Commissioner Charles Ramsey announced yesterday that he was eliminating the Police Department's "one size fits all" weapons practice, a change in firearm policy that will allow police to choose a more powerful gun that may also improve officers' accuracy.
Effective Jan. 12, Philly cops will have the option to buy their own .40-caliber and .45-caliber Glock handguns to carry on the job. The Glock 9 mm pistol will remain the standard-issue weapon for the department.
"It's good for the department," Ramsey said during a news conference at police headquarters. "It gives them a variety of weapons to choose from that will be more effective on the street."
The major differences between the new options and the Glock 9 mms are the size of the bullets and their velocity. The new options still fall under a certain threshold of power allowed under police regulations - that a bullet will not pass through a victim.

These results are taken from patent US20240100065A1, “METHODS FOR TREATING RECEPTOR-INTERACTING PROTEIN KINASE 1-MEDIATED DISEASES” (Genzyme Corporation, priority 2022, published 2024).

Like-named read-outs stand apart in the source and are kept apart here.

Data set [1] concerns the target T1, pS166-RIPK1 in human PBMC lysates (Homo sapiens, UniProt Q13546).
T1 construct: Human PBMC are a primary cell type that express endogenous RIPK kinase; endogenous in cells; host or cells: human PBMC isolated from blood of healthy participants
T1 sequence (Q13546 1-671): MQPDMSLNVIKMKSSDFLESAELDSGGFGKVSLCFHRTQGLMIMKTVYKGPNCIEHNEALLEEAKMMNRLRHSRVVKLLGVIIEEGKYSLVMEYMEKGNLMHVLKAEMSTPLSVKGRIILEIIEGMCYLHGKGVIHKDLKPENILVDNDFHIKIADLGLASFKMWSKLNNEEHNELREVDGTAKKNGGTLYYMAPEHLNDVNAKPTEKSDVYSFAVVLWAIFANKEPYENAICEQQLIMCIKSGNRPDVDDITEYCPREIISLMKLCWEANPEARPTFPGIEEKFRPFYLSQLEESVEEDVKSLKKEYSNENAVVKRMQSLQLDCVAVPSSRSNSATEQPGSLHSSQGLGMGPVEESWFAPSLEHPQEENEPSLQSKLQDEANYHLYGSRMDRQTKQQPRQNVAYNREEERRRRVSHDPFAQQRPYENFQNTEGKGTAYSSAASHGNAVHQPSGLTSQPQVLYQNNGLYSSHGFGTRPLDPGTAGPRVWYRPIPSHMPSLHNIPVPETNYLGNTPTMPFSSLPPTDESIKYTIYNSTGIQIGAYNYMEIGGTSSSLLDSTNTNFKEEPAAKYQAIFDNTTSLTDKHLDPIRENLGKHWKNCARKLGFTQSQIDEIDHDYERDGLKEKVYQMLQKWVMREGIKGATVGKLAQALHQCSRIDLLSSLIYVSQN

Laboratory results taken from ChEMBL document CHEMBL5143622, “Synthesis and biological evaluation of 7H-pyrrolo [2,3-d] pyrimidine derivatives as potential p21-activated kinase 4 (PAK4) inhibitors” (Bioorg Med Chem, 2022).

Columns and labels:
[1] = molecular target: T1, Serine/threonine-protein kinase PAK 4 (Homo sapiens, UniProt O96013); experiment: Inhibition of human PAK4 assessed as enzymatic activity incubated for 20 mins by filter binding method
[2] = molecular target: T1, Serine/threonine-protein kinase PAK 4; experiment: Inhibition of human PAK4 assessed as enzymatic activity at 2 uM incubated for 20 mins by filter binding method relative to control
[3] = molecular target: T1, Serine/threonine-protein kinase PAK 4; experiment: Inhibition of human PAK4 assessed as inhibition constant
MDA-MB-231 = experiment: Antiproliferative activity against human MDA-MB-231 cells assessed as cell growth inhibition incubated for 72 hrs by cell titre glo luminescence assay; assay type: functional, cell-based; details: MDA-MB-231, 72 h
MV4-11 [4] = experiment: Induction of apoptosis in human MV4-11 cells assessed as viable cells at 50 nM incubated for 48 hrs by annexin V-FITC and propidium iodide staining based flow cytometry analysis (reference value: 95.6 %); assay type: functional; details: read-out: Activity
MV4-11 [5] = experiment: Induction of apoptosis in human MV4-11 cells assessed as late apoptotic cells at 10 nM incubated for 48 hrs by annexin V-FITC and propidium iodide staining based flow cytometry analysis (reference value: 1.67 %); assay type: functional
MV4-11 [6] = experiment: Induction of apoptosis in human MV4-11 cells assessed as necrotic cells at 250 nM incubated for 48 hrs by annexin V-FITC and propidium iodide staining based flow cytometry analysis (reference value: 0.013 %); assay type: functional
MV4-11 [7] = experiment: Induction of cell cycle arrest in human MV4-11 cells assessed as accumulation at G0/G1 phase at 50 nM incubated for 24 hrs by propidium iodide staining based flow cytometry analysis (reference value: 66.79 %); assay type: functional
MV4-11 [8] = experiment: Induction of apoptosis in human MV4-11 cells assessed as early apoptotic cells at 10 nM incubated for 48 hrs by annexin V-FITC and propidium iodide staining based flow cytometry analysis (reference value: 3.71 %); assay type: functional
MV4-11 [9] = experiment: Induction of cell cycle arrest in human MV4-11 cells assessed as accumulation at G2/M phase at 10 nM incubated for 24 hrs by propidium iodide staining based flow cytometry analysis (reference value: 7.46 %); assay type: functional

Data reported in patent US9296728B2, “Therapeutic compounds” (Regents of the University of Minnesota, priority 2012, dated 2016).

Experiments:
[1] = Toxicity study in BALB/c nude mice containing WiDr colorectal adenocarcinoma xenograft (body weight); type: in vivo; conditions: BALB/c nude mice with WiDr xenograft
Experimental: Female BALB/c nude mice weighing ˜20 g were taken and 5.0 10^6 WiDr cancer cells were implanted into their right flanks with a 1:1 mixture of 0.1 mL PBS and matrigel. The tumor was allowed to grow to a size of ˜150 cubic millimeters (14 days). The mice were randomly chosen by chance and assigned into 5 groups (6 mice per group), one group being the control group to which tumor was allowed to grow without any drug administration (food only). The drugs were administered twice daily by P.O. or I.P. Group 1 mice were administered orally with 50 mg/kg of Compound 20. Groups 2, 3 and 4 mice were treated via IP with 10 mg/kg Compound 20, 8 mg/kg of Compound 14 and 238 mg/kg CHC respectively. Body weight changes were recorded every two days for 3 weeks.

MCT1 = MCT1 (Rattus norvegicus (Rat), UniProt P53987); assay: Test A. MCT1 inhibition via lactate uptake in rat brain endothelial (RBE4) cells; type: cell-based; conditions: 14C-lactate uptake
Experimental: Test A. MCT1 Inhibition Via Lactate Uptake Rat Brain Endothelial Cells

Ramsey said that the accuracy of models can vary among indivuduals and that one officer might be a better shot with certain models than with a standard-issue gun.
Ramsey said the goal was to allow officers to choose the weapon they feel most comfortable using.
"Officers who make life or death decisions ought to have some ability to choose which weapon suits them," Ramsey said. "My job is to provide officers with what they need to protect themselves."
The new firearm options are Glock 22 .40-caliber, Glock 35 .40-caliber tactical, standard-size Glock 21 .45-caliber and slim-frame Glock 21 .45-caliber handguns.
Ramsey said they were optional because the department can't afford to reissue new handguns and because turning in the old guns would create a glut of firearms, making it more likely that the old guns would make it back into circulation on the street.